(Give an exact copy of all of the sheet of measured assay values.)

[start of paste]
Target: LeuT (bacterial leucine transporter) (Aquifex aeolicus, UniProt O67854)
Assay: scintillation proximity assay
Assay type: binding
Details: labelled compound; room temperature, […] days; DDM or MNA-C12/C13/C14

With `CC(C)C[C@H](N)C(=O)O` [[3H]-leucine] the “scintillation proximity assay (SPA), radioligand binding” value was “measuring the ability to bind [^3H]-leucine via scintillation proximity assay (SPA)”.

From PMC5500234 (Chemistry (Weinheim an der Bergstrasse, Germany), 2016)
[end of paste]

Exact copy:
Target: LeuT (bacterial leucine transporter) (Aquifex aeolicus, UniProt O67854)
Assay: scintillation proximity assay
Assay type: binding
Details: labelled compound; room temperature, […] days; DDM or MNA-C12/C13/C14

With `CC(C)C[C@H](N)C(=O)O` [[3H]-leucine] the “scintillation proximity assay (SPA), radioligand binding” value was “measuring the ability to bind [^3H]-leucine via scintillation proximity assay (SPA)”.

From PMC5500234 (Chemistry (Weinheim an der Bergstrasse, Germany), 2016)